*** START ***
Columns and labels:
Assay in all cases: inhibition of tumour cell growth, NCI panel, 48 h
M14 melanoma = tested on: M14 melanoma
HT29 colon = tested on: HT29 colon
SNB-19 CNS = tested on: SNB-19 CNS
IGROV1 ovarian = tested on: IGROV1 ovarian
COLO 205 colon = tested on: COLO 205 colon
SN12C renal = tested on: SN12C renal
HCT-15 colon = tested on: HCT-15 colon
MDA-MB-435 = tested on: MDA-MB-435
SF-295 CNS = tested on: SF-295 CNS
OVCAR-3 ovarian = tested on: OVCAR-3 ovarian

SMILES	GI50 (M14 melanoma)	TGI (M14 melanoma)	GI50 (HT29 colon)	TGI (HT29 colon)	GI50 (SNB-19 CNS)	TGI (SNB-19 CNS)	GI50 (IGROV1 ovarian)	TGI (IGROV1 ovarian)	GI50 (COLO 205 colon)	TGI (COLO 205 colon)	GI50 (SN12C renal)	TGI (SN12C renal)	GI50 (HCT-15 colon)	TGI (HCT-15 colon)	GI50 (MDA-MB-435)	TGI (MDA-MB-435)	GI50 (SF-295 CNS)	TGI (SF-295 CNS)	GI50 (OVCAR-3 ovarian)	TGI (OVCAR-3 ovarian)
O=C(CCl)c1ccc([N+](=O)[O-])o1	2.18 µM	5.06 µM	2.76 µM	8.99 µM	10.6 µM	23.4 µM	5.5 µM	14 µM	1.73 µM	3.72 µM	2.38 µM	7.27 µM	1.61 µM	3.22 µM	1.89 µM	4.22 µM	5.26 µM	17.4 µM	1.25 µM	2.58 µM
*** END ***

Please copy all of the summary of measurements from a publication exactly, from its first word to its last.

Columns and labels:
Assay in all cases: inhibition of tumour cell growth, NCI panel, 48 h
M14 melanoma = tested on: M14 melanoma
HT29 colon = tested on: HT29 colon
SNB-19 CNS = tested on: SNB-19 CNS
IGROV1 ovarian = tested on: IGROV1 ovarian
COLO 205 colon = tested on: COLO 205 colon
SN12C renal = tested on: SN12C renal
HCT-15 colon = tested on: HCT-15 colon
MDA-MB-435 = tested on: MDA-MB-435
SF-295 CNS = tested on: SF-295 CNS
OVCAR-3 ovarian = tested on: OVCAR-3 ovarian

SMILES	GI50 (M14 melanoma)	TGI (M14 melanoma)	GI50 (HT29 colon)	TGI (HT29 colon)	GI50 (SNB-19 CNS)	TGI (SNB-19 CNS)	GI50 (IGROV1 ovarian)	TGI (IGROV1 ovarian)	GI50 (COLO 205 colon)	TGI (COLO 205 colon)	GI50 (SN12C renal)	TGI (SN12C renal)	GI50 (HCT-15 colon)	TGI (HCT-15 colon)	GI50 (MDA-MB-435)	TGI (MDA-MB-435)	GI50 (SF-295 CNS)	TGI (SF-295 CNS)	GI50 (OVCAR-3 ovarian)	TGI (OVCAR-3 ovarian)
O=C(CCl)c1ccc([N+](=O)[O-])o1	2.18 µM	5.06 µM	2.76 µM	8.99 µM	10.6 µM	23.4 µM	5.5 µM	14 µM	1.73 µM	3.72 µM	2.38 µM	7.27 µM	1.61 µM	3.22 µM	1.89 µM	4.22 µM	5.26 µM	17.4 µM	1.25 µM	2.58 µM